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Anya Plutynski

Professor of Philosophy
research interests:
  • Philosophy of Biology
  • History and Philosophy of Medicine
  • Philosophy of Science
  • Biomedical Ethics
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    • Washington University
    • CB 1073
    • One Brookings Drive
    • St. Louis, MO 63130-4899
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    Professor Plutynski is a historian and philosopher of biology and medicine.

    Her most recent book is Explaining Cancer: Finding Order in Disorder (2018, OUP). She has also written on the history and philosophy of evolutionary biology and genetics, the role of modeling in science, and scientific explanation.

    A Companion to the Philosophy of Biology (co-edited with Sahotra Sarkar) (2007, Wiley), is a collection of concise overviews of philosophical issues raised by all areas of biology.

    The Routledge Handbook to Philosophy of Biodiversity (co-edited with Justin Garson and Sahotra Sarkar) (2016, Wiley) is a collection of essays by biologists, philosophers, historians and social scientists on the meaning, measurement, and value of biodiversity, as well as challenges facing conservation in practice.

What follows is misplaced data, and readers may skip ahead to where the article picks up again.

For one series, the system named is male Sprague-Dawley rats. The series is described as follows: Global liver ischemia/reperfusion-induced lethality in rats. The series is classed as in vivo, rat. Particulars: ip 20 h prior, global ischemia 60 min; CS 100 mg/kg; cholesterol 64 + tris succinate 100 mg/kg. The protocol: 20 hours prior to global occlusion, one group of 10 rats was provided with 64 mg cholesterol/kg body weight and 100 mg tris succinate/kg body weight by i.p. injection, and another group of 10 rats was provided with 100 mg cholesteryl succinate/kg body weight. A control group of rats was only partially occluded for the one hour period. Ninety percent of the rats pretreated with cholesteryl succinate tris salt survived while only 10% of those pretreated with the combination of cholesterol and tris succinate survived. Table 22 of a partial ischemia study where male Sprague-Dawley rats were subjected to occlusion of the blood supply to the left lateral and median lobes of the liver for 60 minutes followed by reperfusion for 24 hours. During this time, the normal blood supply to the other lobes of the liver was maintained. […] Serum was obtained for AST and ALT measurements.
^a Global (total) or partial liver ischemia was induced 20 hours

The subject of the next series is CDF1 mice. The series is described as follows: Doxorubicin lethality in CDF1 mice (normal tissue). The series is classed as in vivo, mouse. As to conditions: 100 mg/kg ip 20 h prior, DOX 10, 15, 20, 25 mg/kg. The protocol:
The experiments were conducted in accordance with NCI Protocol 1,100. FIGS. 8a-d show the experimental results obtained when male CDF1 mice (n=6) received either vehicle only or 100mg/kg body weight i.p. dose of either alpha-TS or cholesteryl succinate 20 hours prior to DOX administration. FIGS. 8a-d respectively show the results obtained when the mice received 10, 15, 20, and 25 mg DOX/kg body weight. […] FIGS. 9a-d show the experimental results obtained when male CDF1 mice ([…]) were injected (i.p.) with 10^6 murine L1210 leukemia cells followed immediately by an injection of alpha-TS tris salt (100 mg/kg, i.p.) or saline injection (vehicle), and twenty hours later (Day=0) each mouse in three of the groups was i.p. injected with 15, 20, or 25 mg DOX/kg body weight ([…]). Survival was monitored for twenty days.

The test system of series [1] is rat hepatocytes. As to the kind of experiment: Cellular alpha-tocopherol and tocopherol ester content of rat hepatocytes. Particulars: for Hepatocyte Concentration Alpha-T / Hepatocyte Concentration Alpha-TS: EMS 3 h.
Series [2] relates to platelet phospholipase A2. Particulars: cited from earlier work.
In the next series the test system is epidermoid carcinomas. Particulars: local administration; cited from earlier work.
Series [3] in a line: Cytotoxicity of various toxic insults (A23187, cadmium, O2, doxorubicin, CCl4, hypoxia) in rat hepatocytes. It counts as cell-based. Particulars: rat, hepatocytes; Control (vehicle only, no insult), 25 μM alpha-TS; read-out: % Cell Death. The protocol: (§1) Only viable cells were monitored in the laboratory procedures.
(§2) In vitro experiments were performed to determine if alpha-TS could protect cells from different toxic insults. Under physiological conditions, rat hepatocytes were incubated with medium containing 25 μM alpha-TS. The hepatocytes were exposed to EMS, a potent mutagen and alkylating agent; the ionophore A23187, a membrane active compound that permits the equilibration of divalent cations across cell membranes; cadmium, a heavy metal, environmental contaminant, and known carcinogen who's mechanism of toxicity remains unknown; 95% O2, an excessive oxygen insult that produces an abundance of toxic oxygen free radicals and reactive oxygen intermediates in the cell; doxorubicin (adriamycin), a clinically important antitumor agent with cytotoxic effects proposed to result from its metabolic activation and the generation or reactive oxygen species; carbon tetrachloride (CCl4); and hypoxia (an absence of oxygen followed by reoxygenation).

Other research interests include biomedical research ethics, particularly issues surrounding precision oncology, cancer genomics, and risk communication.

    Her current research is on the history of the cancer genome atlas project (TCGA) and the development of precision oncology.

    Selected Publications

    Explaining Cancer Finding Order in Disorder

    Explaining Cancer Finding Order in Disorder

    Cancer is the second leading cause of death in the world. Almost everyone’s life is in some way or other affected by cancer. Yet, when faced with a cancer diagnosis, many of us will confront questions we had never before considered: Is cancer one disease, or many? If many, how many exactly? How is cancer classified? What does it mean, exactly, to say that cancer is “genetic,” or “familial”? What exactly are the causes of cancer, and how do scientists come to know about them? When do we have good reason to believe that this or that is a risk factor for cancer? These questions are (in part) empirical ones; however, they are also (in part) philosophical. That is, they are questions about what and how we come to know. They are about how we define and classify disease, what counts as a “natural” classification, what it means to have good evidence, and how we pick out causes as more or less significant. This book takes a close look at these philosophical questions, by examining the conceptual and methodological challenges that arise in cancer research, in disciplines as diverse as cell and molecular biology, epidemiology, clinical medicine, and evolutionary biology.